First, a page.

Environmental Studies

Student Discoveries

The Department of Environmental Studies at Lake Forest College believes that the four-walled classroom is just one kind of learning environment—and not necessarily the best one. Environmental Studies believes that the experience-based field studies courses at Lake Forest are a critical component to any student’s education.  

ES 223: African American Environmental Culture from Slavery to Environmental Justice

Until the environmental justice movement rose to prominence over the past few decades and invited a more critical perspective on the connection between race and the environment, popular understanding of the American environmental (and environmentalist) tradition had effectively been whitewashed.  But why?  This course will work to find answers to that question while unearthing the deeper roots of African American environmental culture in conversation with key moments in African American history – from slavery to sharecropping, from migration and urbanization to environmental justice.

ES 204: Summer Flora of the Great Lakes 

Image taken by Victoria Jones '13

This course introduces students to the identification, systematics, ecology, and natural history of the spring flora of the Western Great Lakes. This course includes extensive field work in the greater Chicago area, eastern Wisconsin, and Michigan’s Upper Peninsula. Students learn to identify between 150 and 200 species of wildflowers, grasses, trees, shrubs, and other plants, and learn the characteristics of 15 to 20 plant families. 

ES 203: Spring Flora of the Great Lakes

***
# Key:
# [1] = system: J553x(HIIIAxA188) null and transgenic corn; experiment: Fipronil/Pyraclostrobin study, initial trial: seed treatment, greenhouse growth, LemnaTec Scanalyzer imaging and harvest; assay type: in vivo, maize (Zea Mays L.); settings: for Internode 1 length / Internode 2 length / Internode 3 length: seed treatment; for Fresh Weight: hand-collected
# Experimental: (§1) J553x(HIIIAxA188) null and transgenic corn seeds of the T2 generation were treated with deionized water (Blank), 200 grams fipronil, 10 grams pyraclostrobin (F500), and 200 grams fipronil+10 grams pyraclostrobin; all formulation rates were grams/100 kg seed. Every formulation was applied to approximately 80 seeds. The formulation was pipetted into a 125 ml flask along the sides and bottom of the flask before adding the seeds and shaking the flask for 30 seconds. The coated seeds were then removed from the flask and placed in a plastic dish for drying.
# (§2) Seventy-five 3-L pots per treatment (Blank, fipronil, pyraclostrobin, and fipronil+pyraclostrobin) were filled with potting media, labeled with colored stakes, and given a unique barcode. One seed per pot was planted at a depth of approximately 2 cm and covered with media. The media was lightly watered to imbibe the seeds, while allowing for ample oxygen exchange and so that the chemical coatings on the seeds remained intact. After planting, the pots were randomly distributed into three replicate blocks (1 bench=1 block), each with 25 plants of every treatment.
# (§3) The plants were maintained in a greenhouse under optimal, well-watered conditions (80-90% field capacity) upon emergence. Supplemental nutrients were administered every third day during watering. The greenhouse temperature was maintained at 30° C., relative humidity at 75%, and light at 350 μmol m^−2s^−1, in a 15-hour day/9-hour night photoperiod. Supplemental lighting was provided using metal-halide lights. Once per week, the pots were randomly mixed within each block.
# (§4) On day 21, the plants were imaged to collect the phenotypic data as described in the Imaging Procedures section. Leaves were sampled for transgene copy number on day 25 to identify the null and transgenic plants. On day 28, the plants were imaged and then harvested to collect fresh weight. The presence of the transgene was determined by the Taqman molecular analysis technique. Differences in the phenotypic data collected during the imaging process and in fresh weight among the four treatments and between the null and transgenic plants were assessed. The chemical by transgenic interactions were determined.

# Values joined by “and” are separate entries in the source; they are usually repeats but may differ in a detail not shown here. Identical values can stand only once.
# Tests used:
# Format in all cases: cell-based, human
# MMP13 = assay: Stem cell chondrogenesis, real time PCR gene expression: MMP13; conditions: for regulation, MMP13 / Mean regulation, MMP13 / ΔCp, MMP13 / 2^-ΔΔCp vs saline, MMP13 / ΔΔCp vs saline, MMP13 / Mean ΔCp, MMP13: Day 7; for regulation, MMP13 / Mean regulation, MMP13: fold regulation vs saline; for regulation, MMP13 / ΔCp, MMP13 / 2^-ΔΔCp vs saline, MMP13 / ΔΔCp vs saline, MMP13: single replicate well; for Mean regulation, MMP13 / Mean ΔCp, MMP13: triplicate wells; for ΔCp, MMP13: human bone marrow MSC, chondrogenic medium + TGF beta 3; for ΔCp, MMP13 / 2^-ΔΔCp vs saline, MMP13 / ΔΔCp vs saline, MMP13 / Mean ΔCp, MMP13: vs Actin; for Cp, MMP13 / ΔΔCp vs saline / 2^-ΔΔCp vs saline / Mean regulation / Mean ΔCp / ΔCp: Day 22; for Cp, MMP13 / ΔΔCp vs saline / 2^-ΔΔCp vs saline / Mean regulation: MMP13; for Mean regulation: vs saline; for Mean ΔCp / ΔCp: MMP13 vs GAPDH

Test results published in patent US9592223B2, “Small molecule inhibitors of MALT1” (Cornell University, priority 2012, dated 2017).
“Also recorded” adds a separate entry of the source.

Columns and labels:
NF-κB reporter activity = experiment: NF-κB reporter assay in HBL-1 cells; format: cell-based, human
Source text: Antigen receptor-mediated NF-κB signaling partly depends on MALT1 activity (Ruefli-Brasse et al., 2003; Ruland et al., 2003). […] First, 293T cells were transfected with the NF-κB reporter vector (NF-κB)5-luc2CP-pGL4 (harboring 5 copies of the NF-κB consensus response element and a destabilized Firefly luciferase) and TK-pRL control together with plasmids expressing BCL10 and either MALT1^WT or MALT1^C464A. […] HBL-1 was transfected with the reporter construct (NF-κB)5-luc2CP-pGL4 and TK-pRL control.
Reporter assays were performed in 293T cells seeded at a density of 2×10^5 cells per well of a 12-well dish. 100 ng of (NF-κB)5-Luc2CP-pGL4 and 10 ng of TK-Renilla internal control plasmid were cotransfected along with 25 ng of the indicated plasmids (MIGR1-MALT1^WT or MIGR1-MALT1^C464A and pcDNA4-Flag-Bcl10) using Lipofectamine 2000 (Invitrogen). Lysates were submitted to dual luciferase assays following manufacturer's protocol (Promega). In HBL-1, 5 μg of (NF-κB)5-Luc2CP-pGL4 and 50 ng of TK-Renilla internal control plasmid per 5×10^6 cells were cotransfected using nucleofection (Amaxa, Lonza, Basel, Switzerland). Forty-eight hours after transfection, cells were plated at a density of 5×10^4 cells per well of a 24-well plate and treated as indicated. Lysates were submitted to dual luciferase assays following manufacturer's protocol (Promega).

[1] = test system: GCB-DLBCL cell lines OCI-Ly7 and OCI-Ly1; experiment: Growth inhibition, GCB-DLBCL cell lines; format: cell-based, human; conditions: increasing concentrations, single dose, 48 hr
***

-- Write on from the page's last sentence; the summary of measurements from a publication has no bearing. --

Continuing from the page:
This course introduces students to the identification, systematics, ecology, and natural history of the spring flora of the Western Great Lakes. This course includes extensive field work in the greater Chicago area, eastern Wisconsin, and Michigan’s Upper Peninsula. Students learn to identify between 150 and 200 species of wildflowers, grasses, trees, shrubs, and other plants, and learn the characteristics of 15 to 20 plant families. 

ES 483: Senior Seminar

The Senior Seminar class, Environmental Connections between Chicago and New Orleans, spends Spring Break following the Mississippi River south from Illinois to New Orleans, Louisiana. Learn with us as we continue to share the many connections made throughout the the semester, the spring break trip and through our individual student research projects.

ES 260: American Environmental History

Introduction to the historical study of the relationship of Americans with the natural world.  Examination of the ways that ‘natural’ forces helped shape American history; the ways human beings have altered and interacted with nature over time; and the ways cultural, philosophical, scientific, and political attitudes towards the environment have changed in the course of American history, pre–history to the present.

ES 282: Lake Forestry

The subjects of Lake Forestry are the trees and forests of the Midwest. Students learn the ecology of individual trees and of the forest assemblages that they are part of. Also included in this course are forest history and the history of forestry, the relationship between forest ecosystems and urban and agricultural ecosystems, and current forest conservation and restoration efforts. All classes are held outside. 

ES 222: The Lake by the College: Geography, Ecology, History, and Current Environmental Issues of Lake Michigan